Government institutions and private initiatives and organizations focused on providing educational, medical or job-training services to people with special needs have done a commendable job of addressing the needs of those with physical and mental disabilities in the Kingdom.

Fahad Nazer

At the same time, the Education Ministry has provided incentives to teachers focusing on special education, being fully aware of the specialized and extended training necessary to educate children with special needs.
The parents of children with physical or mental disability often struggle either financially or emotionally. Public and private institutions provide educational materials and counseling for parents and caregivers, providing them with the tools to help them cope with the stresses of dealing with a child with special needs.
As some of the social stigmas associated with mental and physical disability have receded, parents, caregivers and administrators of various rehabilitation programs have tried to integrate children with special needs into regular school programs. Whether one lives in Saudi Arabia, the US or any other country in the world, it has become routine to interact with people with disabilities, both adults and children.
I, like most people, have observed first hand the challenges of raising a child with a disability. A number of years ago, I worked with a colleague whose daughter was autistic. Although he lived in the US, which arguably has the best health care in the world, his daughter’s rehabilitation was so extensive that he had to choose his place of residence based on whether the county he lived in offered the specialized care his daughter needed. Although his daughter was clearly gifted in some ways — she could solve a jigsaw puzzle in mere minutes while the pieces were turned upside down — she was unable to speak, instead forming her own language that only her parents understood. At some point, her mother had to put her own promising career as a physicist on hold to help her daughter’s rehabilitation.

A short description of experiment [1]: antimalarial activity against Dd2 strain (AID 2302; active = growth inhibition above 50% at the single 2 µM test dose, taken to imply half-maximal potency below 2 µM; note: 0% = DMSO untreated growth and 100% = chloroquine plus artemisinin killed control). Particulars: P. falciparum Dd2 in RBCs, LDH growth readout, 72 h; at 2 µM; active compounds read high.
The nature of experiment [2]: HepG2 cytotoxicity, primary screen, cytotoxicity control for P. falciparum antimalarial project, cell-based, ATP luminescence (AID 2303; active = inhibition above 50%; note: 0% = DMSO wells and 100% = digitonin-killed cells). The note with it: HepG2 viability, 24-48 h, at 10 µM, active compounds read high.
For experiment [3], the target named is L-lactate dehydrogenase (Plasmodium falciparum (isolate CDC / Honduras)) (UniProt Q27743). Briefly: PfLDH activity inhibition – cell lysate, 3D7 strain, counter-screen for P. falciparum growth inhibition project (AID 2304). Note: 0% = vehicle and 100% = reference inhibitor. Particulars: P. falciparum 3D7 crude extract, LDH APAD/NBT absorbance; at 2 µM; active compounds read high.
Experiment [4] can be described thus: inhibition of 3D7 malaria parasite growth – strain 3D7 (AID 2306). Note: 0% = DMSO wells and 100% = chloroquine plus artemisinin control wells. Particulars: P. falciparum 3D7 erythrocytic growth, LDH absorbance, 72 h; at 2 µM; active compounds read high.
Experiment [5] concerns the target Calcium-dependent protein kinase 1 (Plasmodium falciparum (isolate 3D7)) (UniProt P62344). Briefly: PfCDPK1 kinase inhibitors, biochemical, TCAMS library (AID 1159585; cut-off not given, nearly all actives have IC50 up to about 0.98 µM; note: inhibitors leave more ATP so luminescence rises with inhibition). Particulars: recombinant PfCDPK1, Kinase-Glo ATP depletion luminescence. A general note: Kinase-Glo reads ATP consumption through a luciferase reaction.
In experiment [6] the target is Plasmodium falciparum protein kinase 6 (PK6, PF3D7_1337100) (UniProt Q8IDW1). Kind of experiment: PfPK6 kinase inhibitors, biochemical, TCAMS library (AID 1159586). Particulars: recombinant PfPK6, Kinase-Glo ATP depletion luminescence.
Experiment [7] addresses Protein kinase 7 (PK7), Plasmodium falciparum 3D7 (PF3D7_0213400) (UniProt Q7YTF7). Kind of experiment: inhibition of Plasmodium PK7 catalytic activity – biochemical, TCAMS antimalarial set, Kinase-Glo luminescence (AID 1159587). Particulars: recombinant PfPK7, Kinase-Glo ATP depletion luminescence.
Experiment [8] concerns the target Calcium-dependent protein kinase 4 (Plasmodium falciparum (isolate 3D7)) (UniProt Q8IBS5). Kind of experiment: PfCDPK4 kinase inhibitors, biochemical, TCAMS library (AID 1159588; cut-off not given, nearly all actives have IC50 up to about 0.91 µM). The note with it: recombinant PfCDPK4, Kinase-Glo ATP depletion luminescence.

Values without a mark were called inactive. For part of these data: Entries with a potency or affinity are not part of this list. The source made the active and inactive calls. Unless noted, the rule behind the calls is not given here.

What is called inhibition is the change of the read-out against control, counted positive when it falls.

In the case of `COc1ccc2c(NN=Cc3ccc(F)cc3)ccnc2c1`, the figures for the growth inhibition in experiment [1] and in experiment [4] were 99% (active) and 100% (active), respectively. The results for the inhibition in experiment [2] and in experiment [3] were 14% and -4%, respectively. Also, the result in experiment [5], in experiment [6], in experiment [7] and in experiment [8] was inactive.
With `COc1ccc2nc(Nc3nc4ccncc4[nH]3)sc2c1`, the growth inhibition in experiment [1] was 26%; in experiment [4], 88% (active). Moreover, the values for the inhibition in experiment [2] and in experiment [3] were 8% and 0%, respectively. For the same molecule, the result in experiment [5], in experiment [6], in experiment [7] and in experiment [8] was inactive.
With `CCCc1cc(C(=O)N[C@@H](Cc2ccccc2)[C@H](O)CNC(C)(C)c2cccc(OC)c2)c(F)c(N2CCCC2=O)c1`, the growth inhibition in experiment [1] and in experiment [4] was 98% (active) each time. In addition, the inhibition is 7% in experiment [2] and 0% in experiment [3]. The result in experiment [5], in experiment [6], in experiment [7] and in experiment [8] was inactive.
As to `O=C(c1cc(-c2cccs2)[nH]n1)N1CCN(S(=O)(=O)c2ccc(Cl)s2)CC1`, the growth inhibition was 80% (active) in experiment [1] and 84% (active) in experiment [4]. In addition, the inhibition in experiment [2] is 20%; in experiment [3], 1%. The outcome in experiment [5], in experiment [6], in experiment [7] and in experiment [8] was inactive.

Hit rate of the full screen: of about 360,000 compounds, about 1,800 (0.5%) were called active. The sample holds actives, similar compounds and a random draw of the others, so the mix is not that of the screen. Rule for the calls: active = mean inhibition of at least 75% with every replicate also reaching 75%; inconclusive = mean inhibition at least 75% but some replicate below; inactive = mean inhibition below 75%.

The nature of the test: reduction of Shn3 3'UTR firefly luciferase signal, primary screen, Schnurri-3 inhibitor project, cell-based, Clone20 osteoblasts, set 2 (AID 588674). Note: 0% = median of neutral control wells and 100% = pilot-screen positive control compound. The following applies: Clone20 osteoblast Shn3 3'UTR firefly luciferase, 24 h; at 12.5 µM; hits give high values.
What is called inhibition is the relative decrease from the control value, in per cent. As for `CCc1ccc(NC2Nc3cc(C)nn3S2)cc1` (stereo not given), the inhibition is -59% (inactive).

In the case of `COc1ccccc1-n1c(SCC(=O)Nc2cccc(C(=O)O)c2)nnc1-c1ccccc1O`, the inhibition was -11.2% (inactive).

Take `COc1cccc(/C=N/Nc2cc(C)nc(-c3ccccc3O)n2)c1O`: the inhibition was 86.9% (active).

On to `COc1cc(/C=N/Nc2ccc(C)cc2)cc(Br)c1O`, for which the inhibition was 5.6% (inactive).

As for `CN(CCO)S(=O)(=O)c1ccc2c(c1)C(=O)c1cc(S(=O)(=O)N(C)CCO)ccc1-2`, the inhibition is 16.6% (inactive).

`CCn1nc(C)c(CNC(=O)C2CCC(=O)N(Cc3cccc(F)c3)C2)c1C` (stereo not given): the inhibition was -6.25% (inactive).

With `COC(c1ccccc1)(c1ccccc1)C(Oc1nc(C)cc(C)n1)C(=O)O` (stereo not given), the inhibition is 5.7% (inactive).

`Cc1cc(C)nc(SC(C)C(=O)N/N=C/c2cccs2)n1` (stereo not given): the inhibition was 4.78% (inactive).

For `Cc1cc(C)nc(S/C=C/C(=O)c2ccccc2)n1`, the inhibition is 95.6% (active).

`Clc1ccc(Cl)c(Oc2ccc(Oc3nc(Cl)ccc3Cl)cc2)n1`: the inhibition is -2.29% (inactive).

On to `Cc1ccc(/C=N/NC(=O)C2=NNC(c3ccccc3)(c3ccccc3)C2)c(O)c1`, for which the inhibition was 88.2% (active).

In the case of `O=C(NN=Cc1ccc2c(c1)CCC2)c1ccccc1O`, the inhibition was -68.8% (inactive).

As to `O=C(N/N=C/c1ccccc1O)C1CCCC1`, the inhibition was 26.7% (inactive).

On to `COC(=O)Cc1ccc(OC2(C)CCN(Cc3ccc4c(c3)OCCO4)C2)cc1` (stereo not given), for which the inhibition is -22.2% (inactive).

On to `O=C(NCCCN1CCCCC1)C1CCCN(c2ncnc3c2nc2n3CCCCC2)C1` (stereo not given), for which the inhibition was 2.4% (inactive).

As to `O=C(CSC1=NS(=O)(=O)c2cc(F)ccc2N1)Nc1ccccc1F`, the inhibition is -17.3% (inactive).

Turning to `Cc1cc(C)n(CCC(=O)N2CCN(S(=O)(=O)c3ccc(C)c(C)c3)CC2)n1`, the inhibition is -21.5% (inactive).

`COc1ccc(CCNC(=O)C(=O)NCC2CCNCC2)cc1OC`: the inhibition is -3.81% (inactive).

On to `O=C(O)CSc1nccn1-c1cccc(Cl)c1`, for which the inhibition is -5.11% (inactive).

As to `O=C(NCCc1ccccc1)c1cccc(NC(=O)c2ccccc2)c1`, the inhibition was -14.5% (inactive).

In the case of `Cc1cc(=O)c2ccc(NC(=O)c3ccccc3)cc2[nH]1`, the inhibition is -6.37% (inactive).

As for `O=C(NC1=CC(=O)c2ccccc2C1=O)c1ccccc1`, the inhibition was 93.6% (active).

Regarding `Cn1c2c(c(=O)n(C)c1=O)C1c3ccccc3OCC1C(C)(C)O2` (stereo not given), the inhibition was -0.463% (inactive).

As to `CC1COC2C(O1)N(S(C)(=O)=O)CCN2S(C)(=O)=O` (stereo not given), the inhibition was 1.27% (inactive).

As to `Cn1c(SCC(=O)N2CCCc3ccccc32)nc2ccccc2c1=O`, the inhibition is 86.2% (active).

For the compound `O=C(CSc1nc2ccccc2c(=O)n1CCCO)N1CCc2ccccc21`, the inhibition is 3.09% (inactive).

Helping people with special needs, especially children, can be incredibly rewarding. A relative of mine, Dr. Tarik Nazer, is a dentist at the Security Forces Hospital in Makkah, where he specializes in providing dental care for children with special needs.
Like many Saudis, he chronicles both his triumphs and challenges at work on social media. While his posts suggest that the work is physically grueling — as work in the health care sector often is — it is also clearly gratifying. Over the years, many of his patients and their families have left him small tokens of appreciation in the form of small gift baskets or thank-you notes.
Saudi leaders have long proclaimed that the Kingdom’s greatest asset is its human capital. Vision 2030 is intent on providing every Saudi man, woman and child with an opportunity to succeed. There is little doubt that Saudis with special needs will also be given every opportunity to excel as the public embraces them as productive members of society. 
• Fahad Nazer is an international affairs fellow with the National Council on US-Arab Relations. His writing has appeared in the New York Times, Foreign Affairs, Foreign Policy, CNN, The Hill and Newsweek, among others. Twitter: @fanazer